Messianic Education Trust
    Pinchas  
(Num 25:11 - 30:1(29:40))

B'Midbar/Numbers 27:7   The daughters of Tzelophehad are right in their words.


Since the literal translation of the verse would be: "Thus the daughters of Tzelophehad are speaking", which is difficult to understand in context, a number of the commentators try to explain what this means. The word is a feminine plural Qal participle of the verb , to speak, which is almost always used in the Pi'el stem and hardly ever in Qal; it is used only once in the whole of the Tanakh with this spelling. The Who Is ...

Ba'al HaTurim: Rabbi Yaakov ben Asher (1269-1343 CE), born in Cologne, Germany; lived for 40 years in and around Toledo, Spain; died en route to Israel; his commentary to the Chumash is based upon an abridgement of the Ramban, including Rashi, Rashbam and Ibn Ezra; it includes many references to gematria and textual novelties
Baal HaTurim points out that a Masoretic note connects it with 1 Kings 5:23 where a different spelling of the word is translated as the noun 'rafts' and suggests that Tzelophehad's daughters were as full of wisdom as the sea is full of water (cf. Isaiah 11:9); the Sages commented that these women were wise, righteous and expositors of the Torah (b. Bava Batra 119b).

Who Is ...

Rashi: Rabbi Shlomo Yitzchaki (1040-1105 CE), French rabbi who wrote commentaries on the Torah, the Prophets and the Talmud, lived in Troyes where he founded a yeshiva in 1067; focuses on the plain meaning (p'shat) of the text, although sometimes quite cryptic in his brevity
Rashi starts by focusing on the word , positing that the word should be understood as What Is ...

Targum Onkelos: An early (1st-2nd Century CE) translation/paraphrase of the Torah into Aramaic; attributed to a Roman convert to Judaism, Onkelos; used in Babylonian synagogues during the Talmudic era
Targum Onkelos renders it: 'properly'; we might say 'correctly' or 'accurately'. Rashi's sense here is that "their eye saw that which the eye of Moshe did not see"; the daughters of Tzelophehad had understood an aspect of the laws on inheritance that Moshe had not yet grasped. Rashi goes on to make another comment: "They claimed correctly - fortunate is the person whose words the Holy One, Blessed is He, confirms" (Sifrei 134). On most occasions, the initiative is with G-d: He give commands, judgements and explanations - Moshe relays these to the people; but here, Tzelophehad's daughters have originated a legal point and G-d is confirming that they have spoken correctly.

In the gospels, Yeshua talks about two people who built houses - one upon the rock, one upon sand - and the consequences of building on the right - or wrong - foundation. These verses have been used by generations of evangelists to encourage people to make a commitment to Yeshua. However, consider how those words start: "Therefore everyone who hears these words of Mine and acts upon them ..." (Matthew 7:24, NASB). Whenever the text uses that word 'therefore', we have to consider what has immediately preceded the current verse because 'therefore' introduces a summary or a set of consequences of what has gone before. In this case, the previous verses are among the more disturbing things that Yeshua says: "Many will say to Me on that day, 'L-rd, L-rd, did we not prophesy in Your name, and in Your name cast out demons, and in Your name perform many miracles?' And then I will declare to them, 'I never knew you; depart from Me, you who practice lawlessness" (vv. 22-23, NASB), and before that Yeshua has been talking about good trees and bad trees and the fruit that they bear, with the instruction, "So then, you will know them by their fruits" (v. 20, NASB). The endurance and collapse of the houses is thus a consequence of the building process - G-d has confirmed the true state of the person by bringing rain and floods into their lives and the condition and durability of the house becomes obvious to all.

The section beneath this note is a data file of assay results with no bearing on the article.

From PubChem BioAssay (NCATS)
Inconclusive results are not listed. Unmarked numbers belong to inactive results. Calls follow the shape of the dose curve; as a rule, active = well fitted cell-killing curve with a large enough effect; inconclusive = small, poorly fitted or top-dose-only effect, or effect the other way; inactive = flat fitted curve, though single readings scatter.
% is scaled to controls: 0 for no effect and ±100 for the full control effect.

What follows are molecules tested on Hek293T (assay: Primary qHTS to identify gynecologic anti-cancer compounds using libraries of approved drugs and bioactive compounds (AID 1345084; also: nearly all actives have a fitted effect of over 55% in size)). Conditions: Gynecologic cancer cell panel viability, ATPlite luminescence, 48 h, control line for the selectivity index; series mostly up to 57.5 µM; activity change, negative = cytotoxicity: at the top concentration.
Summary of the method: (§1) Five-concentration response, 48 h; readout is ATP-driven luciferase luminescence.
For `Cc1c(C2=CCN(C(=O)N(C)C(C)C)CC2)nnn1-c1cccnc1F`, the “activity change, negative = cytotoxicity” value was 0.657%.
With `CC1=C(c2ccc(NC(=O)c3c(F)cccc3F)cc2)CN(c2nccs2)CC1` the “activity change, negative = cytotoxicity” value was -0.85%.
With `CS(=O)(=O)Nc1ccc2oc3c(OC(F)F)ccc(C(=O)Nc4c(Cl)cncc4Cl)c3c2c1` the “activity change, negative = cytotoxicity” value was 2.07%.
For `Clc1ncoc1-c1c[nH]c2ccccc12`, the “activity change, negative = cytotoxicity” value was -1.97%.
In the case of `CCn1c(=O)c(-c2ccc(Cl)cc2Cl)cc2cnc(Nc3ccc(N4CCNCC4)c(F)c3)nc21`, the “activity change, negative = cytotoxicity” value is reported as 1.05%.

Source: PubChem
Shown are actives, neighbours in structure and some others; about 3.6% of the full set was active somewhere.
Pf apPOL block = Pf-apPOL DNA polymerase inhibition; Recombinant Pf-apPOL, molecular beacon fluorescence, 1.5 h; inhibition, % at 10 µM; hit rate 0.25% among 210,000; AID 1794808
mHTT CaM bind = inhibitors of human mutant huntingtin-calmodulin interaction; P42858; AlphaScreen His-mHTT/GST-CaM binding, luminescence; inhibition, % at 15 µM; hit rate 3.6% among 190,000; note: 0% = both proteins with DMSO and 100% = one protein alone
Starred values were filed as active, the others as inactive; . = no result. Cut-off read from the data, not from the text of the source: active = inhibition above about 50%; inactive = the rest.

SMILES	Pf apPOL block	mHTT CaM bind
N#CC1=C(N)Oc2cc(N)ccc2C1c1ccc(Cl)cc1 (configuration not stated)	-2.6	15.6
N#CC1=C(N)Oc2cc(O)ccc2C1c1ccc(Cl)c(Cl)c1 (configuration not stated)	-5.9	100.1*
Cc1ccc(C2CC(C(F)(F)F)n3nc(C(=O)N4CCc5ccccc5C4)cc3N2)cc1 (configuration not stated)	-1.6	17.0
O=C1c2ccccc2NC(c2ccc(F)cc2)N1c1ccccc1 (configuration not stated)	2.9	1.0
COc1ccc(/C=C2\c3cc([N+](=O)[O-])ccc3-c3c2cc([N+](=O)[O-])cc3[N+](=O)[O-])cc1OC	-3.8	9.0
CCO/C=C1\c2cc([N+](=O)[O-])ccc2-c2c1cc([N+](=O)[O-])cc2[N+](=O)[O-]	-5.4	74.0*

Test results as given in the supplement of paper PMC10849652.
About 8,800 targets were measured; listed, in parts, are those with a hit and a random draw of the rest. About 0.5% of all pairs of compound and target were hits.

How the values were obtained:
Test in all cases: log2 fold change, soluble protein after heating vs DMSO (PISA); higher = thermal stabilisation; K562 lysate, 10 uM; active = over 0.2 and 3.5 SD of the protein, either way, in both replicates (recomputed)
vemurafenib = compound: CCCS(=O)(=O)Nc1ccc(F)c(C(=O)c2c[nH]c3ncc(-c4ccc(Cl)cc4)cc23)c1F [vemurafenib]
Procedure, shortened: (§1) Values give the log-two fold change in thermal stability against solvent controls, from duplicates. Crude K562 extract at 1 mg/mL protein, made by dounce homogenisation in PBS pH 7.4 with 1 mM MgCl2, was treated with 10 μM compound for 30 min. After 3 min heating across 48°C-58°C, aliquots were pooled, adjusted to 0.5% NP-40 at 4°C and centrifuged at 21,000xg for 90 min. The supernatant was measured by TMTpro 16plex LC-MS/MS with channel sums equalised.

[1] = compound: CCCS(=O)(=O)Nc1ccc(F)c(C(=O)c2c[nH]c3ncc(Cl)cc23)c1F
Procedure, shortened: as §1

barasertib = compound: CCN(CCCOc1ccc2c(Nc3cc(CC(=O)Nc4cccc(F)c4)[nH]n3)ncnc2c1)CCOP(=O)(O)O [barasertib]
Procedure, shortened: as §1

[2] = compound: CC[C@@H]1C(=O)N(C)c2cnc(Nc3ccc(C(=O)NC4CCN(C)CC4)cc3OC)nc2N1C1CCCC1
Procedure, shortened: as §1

Rav Sha'ul takes up the same theme in his letter to the Philippians: "More than that, I count all things to be loss ... that I may know Him, and the power of His resurrection and the fellowship of His sufferings, being conformed to His death; in order that I may attain to the resurrection from the dead" (Philippians 3:8,10-11, NASB). At first reading, this might appear to be saying that Sha'ul is expecting to earn his resurrection by performing miracles (the power of His resurrection), suffering and giving up his life as a martyr. A closer reading, however, shows that Sha'ul is actually saying the same thing as Yeshua: the miracles, the suffering and the martyrdom are both the rain and floods and the fruit of knowing Yeshua. Sha'ul's house stood, rather than collapsing, in spite of everything that the world threw at him, because it was founded upon Yeshua; the fact that it continued to stand was the living proof - or fruit - of his relationship with G-d. As Sha'ul said: "I press on in order that I may lay hold of that for which also I was laid hold of by Messiah Yeshua" (v. 12, NASB). G-d's purpose, which He would accomplish, was that Sha'ul should stand, so Sha'ul pressed on - co-operated with G-d's process - to reveal the fruit that G-d had planned all along.

Further Study: 1 Peter 1:3-5; Acts 5:34-39

Application: Are you blessed by seeing your words and life being confirmed by G-d or is your life always crumbling around your ears? Take stock today and consider what fruit your life is showing and what that tells you about the state of your relationship with G-d. He wants us all to bear good fruit.

© Jonathan Allen, 2007

01Jul07 09:43 Kevin: Thank You Abba for rain and floods - Your mercy is new every morning - Amen

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